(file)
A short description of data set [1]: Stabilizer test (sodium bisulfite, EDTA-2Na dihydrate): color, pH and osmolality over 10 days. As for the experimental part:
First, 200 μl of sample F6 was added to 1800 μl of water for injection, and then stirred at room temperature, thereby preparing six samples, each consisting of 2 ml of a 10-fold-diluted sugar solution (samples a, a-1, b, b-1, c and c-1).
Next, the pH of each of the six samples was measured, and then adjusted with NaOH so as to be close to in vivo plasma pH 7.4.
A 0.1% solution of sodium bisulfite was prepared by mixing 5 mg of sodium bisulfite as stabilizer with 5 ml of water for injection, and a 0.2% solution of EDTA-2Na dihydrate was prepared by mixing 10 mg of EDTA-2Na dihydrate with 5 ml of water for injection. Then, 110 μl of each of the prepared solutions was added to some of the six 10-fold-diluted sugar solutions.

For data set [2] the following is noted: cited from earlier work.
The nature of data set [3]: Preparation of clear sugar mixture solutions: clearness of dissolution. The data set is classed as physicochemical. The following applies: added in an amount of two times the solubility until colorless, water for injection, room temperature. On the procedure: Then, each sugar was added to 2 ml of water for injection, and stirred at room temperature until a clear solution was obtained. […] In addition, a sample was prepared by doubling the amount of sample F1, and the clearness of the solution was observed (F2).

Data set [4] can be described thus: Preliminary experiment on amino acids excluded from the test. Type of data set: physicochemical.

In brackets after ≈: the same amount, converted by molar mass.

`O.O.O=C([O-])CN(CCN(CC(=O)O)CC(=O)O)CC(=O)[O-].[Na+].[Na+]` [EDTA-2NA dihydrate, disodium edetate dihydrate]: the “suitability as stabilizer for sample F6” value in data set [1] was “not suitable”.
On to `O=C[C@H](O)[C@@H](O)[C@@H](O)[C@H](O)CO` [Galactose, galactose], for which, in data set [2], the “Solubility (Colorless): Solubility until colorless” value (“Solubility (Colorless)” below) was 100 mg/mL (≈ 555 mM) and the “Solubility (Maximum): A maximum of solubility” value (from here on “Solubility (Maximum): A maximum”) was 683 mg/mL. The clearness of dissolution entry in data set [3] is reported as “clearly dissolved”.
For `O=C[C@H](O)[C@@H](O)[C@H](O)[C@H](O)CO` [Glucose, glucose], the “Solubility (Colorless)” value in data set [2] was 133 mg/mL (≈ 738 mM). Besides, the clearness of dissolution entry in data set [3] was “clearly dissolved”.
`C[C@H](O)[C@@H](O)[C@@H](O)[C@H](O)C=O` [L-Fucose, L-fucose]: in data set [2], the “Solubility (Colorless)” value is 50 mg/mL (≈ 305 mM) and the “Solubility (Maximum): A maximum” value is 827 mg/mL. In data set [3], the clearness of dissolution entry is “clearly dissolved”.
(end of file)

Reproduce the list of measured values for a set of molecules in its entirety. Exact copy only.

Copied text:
A short description of data set [1]: Stabilizer test (sodium bisulfite, EDTA-2Na dihydrate): color, pH and osmolality over 10 days. As for the experimental part:
First, 200 μl of sample F6 was added to 1800 μl of water for injection, and then stirred at room temperature, thereby preparing six samples, each consisting of 2 ml of a 10-fold-diluted sugar solution (samples a, a-1, b, b-1, c and c-1).
Next, the pH of each of the six samples was measured, and then adjusted with NaOH so as to be close to in vivo plasma pH 7.4.
A 0.1% solution of sodium bisulfite was prepared by mixing 5 mg of sodium bisulfite as stabilizer with 5 ml of water for injection, and a 0.2% solution of EDTA-2Na dihydrate was prepared by mixing 10 mg of EDTA-2Na dihydrate with 5 ml of water for injection. Then, 110 μl of each of the prepared solutions was added to some of the six 10-fold-diluted sugar solutions.

For data set [2] the following is noted: cited from earlier work.
The nature of data set [3]: Preparation of clear sugar mixture solutions: clearness of dissolution. The data set is classed as physicochemical. The following applies: added in an amount of two times the solubility until colorless, water for injection, room temperature. On the procedure: Then, each sugar was added to 2 ml of water for injection, and stirred at room temperature until a clear solution was obtained. […] In addition, a sample was prepared by doubling the amount of sample F1, and the clearness of the solution was observed (F2).

Data set [4] can be described thus: Preliminary experiment on amino acids excluded from the test. Type of data set: physicochemical.

In brackets after ≈: the same amount, converted by molar mass.

`O.O.O=C([O-])CN(CCN(CC(=O)O)CC(=O)O)CC(=O)[O-].[Na+].[Na+]` [EDTA-2NA dihydrate, disodium edetate dihydrate]: the “suitability as stabilizer for sample F6” value in data set [1] was “not suitable”.
On to `O=C[C@H](O)[C@@H](O)[C@@H](O)[C@H](O)CO` [Galactose, galactose], for which, in data set [2], the “Solubility (Colorless): Solubility until colorless” value (“Solubility (Colorless)” below) was 100 mg/mL (≈ 555 mM) and the “Solubility (Maximum): A maximum of solubility” value (from here on “Solubility (Maximum): A maximum”) was 683 mg/mL. The clearness of dissolution entry in data set [3] is reported as “clearly dissolved”.
For `O=C[C@H](O)[C@@H](O)[C@H](O)[C@H](O)CO` [Glucose, glucose], the “Solubility (Colorless)” value in data set [2] was 133 mg/mL (≈ 738 mM). Besides, the clearness of dissolution entry in data set [3] was “clearly dissolved”.
`C[C@H](O)[C@@H](O)[C@@H](O)[C@H](O)C=O` [L-Fucose, L-fucose]: in data set [2], the “Solubility (Colorless)” value is 50 mg/mL (≈ 305 mM) and the “Solubility (Maximum): A maximum” value is 827 mg/mL. In data set [3], the clearness of dissolution entry is “clearly dissolved”.